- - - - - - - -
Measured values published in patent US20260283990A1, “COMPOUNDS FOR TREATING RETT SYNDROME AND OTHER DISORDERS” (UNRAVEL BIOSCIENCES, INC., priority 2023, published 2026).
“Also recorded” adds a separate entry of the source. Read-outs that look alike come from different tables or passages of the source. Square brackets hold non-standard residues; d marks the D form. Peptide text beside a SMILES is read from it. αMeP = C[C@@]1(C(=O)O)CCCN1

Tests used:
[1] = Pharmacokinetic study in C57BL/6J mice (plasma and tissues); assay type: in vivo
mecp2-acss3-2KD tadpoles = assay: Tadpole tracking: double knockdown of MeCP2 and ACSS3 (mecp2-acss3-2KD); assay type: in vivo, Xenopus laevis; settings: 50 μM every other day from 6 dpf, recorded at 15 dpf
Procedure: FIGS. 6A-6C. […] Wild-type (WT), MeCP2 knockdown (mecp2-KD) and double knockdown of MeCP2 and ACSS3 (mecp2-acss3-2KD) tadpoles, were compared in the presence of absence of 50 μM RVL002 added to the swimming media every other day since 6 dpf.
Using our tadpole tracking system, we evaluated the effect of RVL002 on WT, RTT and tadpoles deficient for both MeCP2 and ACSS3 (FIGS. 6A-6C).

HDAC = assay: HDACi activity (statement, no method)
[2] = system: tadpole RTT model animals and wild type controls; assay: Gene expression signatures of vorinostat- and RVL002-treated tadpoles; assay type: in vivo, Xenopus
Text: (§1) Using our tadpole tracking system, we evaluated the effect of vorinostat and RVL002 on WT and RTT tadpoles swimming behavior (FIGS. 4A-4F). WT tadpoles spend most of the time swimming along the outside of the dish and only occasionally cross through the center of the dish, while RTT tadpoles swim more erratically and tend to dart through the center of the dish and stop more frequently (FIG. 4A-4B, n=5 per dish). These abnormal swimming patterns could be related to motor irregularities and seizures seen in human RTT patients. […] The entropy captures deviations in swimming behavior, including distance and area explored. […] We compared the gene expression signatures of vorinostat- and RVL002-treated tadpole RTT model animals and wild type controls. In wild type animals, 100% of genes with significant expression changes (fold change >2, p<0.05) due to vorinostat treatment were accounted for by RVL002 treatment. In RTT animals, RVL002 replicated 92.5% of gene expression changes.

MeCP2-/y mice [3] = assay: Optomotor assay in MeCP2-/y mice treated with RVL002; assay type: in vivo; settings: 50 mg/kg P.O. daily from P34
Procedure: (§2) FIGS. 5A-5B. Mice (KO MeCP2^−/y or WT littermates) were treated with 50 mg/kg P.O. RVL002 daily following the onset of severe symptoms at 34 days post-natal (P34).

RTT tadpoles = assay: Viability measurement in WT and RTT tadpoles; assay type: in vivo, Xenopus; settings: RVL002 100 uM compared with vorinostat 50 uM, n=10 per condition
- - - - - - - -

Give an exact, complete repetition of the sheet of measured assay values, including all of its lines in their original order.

Measured values published in patent US20260283990A1, “COMPOUNDS FOR TREATING RETT SYNDROME AND OTHER DISORDERS” (UNRAVEL BIOSCIENCES, INC., priority 2023, published 2026).
“Also recorded” adds a separate entry of the source. Read-outs that look alike come from different tables or passages of the source. Square brackets hold non-standard residues; d marks the D form. Peptide text beside a SMILES is read from it. αMeP = C[C@@]1(C(=O)O)CCCN1

Tests used:
[1] = Pharmacokinetic study in C57BL/6J mice (plasma and tissues); assay type: in vivo
mecp2-acss3-2KD tadpoles = assay: Tadpole tracking: double knockdown of MeCP2 and ACSS3 (mecp2-acss3-2KD); assay type: in vivo, Xenopus laevis; settings: 50 μM every other day from 6 dpf, recorded at 15 dpf
Procedure: FIGS. 6A-6C. […] Wild-type (WT), MeCP2 knockdown (mecp2-KD) and double knockdown of MeCP2 and ACSS3 (mecp2-acss3-2KD) tadpoles, were compared in the presence of absence of 50 μM RVL002 added to the swimming media every other day since 6 dpf.
Using our tadpole tracking system, we evaluated the effect of RVL002 on WT, RTT and tadpoles deficient for both MeCP2 and ACSS3 (FIGS. 6A-6C).

HDAC = assay: HDACi activity (statement, no method)
[2] = system: tadpole RTT model animals and wild type controls; assay: Gene expression signatures of vorinostat- and RVL002-treated tadpoles; assay type: in vivo, Xenopus
Text: (§1) Using our tadpole tracking system, we evaluated the effect of vorinostat and RVL002 on WT and RTT tadpoles swimming behavior (FIGS. 4A-4F). WT tadpoles spend most of the time swimming along the outside of the dish and only occasionally cross through the center of the dish, while RTT tadpoles swim more erratically and tend to dart through the center of the dish and stop more frequently (FIG. 4A-4B, n=5 per dish). These abnormal swimming patterns could be related to motor irregularities and seizures seen in human RTT patients. […] The entropy captures deviations in swimming behavior, including distance and area explored. […] We compared the gene expression signatures of vorinostat- and RVL002-treated tadpole RTT model animals and wild type controls. In wild type animals, 100% of genes with significant expression changes (fold change >2, p<0.05) due to vorinostat treatment were accounted for by RVL002 treatment. In RTT animals, RVL002 replicated 92.5% of gene expression changes.

MeCP2-/y mice [3] = assay: Optomotor assay in MeCP2-/y mice treated with RVL002; assay type: in vivo; settings: 50 mg/kg P.O. daily from P34
Procedure: (§2) FIGS. 5A-5B. Mice (KO MeCP2^−/y or WT littermates) were treated with 50 mg/kg P.O. RVL002 daily following the onset of severe symptoms at 34 days post-natal (P34).

RTT tadpoles = assay: Viability measurement in WT and RTT tadpoles; assay type: in vivo, Xenopus; settings: RVL002 100 uM compared with vorinostat 50 uM, n=10 per condition